For a while, the Super Nintendo was the only 16 bit console in my household. With the NES and even the Commodore 64 still getting plenty of play time, there was little use in purchasing yet another gaming console (the Sega Genesis.) Before the 32 bit console started hitting the market, by dad eventually did purchase a Sega Genesis for himself, which basically turned into my system. For the most part, I was able to enjoy the best of both worlds, and being able to try out and buy whichever 16 bit game, or any game for that matter, from my previous job at a game store, there’s isn’t much that slipped my radar on any important system. By important I mean Nintendo, Sega, Sony and Microsoft based, no so much Panasonic, Atari, NEC and so on.
Lets take a look at my Top 25 16 Bit Games (#5 – 1.) This list isn’t as one sided as the 8 bit list, though a majority of titles lean towards the Super Nintendo catalog.
If Super Mario RPG was never released, this would be the exact way I would envision the Italian plumber and his friends to be portrayed within the RPG genre, minus the annoying RPG habit of making the main character a mute. There’s a load of content, beautiful graphics and a charming audio score to go along with the journey. The one thing that stood out the most for me was the interaction with the combat. Selecting a standard attack was just one part of the attack, as a properly timed button press added more damage to said attack, which is really the only way you could go with Super Mario RPG. It hooked you in to paying attention to the gameplay as strongly as it hooked you into the story its self. There hasn’t been another experience like it (Paper Mario has nothing on this) and that’s a shame.
Squaresoft popped out successful titles left and right, even if some of these releases had a long wait for them to be localized. Secret of Mana was an action RPG that added the element of multiplayer gameplay to it. Players could go through the game completely solo and set AI traits to the two other characters, or another player can pick up the controller and join in. This was one major reason why Secret of Mana was so satisfying – having a second, dedicated person joining in on the adventure really made for some intense battles. There were plenty of weapons and spells that could be acquired, as well as the fact that each weapon can be upgraded, which would let players charge their attacks to a certain level, unleashing a more devastating blow. Secret of Mana is one of the less talked about Squaresoft releases, and that shouldn’t be, since it’s one of their greatest accomplishments.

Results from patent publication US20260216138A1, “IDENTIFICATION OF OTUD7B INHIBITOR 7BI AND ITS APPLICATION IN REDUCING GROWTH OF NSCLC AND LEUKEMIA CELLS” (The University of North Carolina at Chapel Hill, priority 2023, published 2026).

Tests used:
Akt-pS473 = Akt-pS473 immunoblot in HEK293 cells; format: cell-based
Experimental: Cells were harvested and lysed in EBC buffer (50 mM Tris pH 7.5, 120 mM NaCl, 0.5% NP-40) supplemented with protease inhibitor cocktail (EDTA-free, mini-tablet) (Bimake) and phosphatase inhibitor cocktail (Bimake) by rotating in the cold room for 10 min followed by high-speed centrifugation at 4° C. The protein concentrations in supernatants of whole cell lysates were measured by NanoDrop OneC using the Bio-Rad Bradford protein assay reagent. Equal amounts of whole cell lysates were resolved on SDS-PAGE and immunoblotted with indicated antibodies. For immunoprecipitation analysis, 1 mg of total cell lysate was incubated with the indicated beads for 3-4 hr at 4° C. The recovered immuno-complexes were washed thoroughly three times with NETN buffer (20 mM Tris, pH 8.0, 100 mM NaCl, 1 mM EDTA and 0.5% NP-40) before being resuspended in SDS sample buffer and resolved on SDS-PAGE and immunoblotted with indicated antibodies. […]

Another one of those “pretty much any gamer that is a gamer has played it” and “just about as flawless as a video game can get” titles. Many call this the best Metroid game ever, and I’m more than inclined to agree. From it’s hidden items and areas, to its large scale boss battles, to its rather emotion driven final battle, Super Metroid manages to nail just about every aspect right. It’s that “must have” in your collection, whether you ebay a Super Nintendo and the Super Metroid cartridge, or download it on your Nintendo Wii Virtual Console. Now if only the Nintendo 3DS would allow me to purchase a copy to take on the go….
Another one of those “black sheep” titles with the number two in the title, Yoshi’s Island: Super Mario World 2 is hands down one of, if not the best 2D platformer I have ever played. Those that harp on Baby Mario’s crying when Yoshi gets hit and loses custody of him are short sighted to the fact that it does not break the game whatsoever. The fact that Yoshi’s Island actually challenges players, rather than coddle them with limited challenges. Extra lives are easy to come by, but they are easy to lose as well. The brilliance of the game world is due in part to its cartoon-like style, as well as Mode 7 scaling for boss battles. I still go back to my Super Nintendo cartridge with its 100% completion score on every level, just to relive what epic 2D platforming was all about. Please do not let an audio clip of a Baby Mario crying, or the unorthodox visual style deter you – Yoshi’s Island: Super Mario World 2 is simply one of the best games I have ever played.
One of two RPG’s that I have played through over a dozen times. Back in the days, Squaresoft was more in tune with what a successful RPG consisted of – an engaging yet occasionally off the wall crazy story, a large cast of playable characters who themselves had a deeper character to them, an engrossing game world, beautifully composed music and a wealth of content to experience. Final Fantasy III is arguably Square at its absolute very best. The gameplay, characters, story and everything in-between was so damn fulfilling, that it’s hard not to replay it time and time again throughout the years. After III/VI, IMO at least, the franchise took a huge nose dive, which only seemed to redeem its self for every title with a multiple of three. It’s always a good thing to have such a classic to fall back on when that same company has become a letdown on many levels. It’s a remind not of their current faults, but the possibilities that they can one day rise back into prominence and share an adventure of such magnitude such as Final Fantasy III. In an era of pure magic, this one stands out with a self casting of Life 3 – the game might end, but will always come back to life with as much vigor as before.
Update: This project will likely be delayed/put on hold. It likely won’t proceed in two weeks, and it’s uncertain on just when things will be back on track, but a quick note will be left on the site when things will be back on schedule.